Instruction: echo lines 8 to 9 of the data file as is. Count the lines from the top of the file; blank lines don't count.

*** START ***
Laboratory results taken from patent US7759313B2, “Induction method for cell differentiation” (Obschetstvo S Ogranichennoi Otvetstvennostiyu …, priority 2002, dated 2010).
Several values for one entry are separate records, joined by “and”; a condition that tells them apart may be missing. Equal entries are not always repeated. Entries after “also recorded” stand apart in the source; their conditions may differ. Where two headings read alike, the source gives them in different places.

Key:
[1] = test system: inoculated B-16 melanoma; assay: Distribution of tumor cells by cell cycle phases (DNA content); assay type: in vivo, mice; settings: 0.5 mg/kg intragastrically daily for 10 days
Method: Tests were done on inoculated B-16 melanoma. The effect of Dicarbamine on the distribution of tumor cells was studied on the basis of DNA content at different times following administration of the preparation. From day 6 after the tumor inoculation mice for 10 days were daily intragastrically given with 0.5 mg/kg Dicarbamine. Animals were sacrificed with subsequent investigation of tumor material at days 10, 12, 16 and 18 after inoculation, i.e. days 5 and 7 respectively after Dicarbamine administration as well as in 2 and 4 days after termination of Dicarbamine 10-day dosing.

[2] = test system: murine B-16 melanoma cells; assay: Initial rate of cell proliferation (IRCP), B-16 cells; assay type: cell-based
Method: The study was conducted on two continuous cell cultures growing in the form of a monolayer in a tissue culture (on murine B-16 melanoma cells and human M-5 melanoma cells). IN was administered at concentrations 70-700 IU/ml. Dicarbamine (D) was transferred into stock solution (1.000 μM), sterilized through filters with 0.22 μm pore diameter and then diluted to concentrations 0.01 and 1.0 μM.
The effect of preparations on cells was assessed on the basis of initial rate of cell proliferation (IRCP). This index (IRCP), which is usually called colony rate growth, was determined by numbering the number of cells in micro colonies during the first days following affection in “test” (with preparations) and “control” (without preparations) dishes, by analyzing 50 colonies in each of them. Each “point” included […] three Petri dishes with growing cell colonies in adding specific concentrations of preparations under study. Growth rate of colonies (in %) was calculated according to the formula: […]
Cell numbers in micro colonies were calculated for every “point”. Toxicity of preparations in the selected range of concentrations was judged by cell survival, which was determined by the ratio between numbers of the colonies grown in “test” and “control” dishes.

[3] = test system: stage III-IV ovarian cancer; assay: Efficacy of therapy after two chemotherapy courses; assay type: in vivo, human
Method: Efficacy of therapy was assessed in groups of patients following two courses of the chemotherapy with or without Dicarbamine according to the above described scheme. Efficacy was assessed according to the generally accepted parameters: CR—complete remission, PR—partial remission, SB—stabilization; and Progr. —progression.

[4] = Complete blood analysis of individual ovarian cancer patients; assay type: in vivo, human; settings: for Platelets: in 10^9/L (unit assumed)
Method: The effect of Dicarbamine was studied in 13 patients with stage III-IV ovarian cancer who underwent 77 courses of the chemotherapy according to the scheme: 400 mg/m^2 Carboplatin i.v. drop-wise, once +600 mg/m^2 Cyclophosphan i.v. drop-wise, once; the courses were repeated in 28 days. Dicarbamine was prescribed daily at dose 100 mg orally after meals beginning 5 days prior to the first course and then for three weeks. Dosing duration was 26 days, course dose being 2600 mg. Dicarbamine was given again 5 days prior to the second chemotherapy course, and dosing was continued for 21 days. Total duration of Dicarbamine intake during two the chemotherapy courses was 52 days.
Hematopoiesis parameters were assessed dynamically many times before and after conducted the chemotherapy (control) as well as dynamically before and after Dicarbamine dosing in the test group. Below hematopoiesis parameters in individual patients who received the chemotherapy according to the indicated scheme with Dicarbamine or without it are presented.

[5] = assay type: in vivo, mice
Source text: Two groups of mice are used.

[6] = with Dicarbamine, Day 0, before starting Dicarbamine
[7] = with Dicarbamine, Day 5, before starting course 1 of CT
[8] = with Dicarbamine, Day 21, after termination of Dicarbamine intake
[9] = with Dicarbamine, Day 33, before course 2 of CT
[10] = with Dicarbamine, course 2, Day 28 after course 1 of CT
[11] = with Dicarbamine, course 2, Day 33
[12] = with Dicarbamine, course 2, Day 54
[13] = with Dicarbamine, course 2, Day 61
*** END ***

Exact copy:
The effect of preparations on cells was assessed on the basis of initial rate of cell proliferation (IRCP). This index (IRCP), which is usually called colony rate growth, was determined by numbering the number of cells in micro colonies during the first days following affection in “test” (with preparations) and “control” (without preparations) dishes, by analyzing 50 colonies in each of them. Each “point” included […] three Petri dishes with growing cell colonies in adding specific concentrations of preparations under study. Growth rate of colonies (in %) was calculated according to the formula: […]
Cell numbers in micro colonies were calculated for every “point”. Toxicity of preparations in the selected range of concentrations was judged by cell survival, which was determined by the ratio between numbers of the colonies grown in “test” and “control” dishes.